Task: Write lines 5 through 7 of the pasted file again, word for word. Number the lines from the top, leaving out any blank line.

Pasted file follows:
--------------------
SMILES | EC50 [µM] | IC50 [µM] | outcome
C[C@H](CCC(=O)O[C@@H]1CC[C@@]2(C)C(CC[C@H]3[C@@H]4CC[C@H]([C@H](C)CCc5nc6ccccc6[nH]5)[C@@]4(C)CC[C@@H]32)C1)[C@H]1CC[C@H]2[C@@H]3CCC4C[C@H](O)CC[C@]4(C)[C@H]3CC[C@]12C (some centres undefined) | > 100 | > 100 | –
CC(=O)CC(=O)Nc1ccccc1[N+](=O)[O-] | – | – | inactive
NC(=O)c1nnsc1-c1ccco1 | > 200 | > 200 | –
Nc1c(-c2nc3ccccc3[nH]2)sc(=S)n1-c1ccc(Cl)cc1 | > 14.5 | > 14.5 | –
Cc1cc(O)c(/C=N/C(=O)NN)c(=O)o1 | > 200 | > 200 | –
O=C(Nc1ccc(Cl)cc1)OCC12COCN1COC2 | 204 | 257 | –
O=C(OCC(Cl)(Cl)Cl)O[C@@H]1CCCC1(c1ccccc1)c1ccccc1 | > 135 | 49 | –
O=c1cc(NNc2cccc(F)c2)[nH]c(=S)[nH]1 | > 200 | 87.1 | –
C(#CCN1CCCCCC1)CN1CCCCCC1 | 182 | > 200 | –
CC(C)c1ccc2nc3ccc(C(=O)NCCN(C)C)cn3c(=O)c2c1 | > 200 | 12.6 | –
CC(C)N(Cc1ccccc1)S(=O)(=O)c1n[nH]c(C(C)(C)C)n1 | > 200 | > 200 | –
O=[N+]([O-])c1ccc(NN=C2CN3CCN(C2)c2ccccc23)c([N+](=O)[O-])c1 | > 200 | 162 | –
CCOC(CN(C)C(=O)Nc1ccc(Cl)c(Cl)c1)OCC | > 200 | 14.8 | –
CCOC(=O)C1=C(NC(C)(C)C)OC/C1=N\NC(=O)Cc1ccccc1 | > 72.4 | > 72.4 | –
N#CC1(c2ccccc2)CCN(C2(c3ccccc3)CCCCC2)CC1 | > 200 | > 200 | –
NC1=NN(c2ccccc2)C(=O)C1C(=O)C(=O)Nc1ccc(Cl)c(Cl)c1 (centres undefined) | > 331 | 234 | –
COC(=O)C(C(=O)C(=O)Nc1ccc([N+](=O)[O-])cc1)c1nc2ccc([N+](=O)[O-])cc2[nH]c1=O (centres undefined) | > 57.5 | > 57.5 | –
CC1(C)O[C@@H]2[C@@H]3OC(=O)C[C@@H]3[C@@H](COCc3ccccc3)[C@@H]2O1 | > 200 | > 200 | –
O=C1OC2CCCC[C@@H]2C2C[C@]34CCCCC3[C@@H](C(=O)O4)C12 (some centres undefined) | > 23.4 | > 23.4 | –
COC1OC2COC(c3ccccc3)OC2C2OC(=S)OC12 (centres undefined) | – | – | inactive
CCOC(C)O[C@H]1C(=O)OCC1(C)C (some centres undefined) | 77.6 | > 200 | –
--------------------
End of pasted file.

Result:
Nc1c(-c2nc3ccccc3[nH]2)sc(=S)n1-c1ccc(Cl)cc1 | > 14.5 | > 14.5 | –
Cc1cc(O)c(/C=N/C(=O)NN)c(=O)o1 | > 200 | > 200 | –
O=C(Nc1ccc(Cl)cc1)OCC12COCN1COC2 | 204 | 257 | –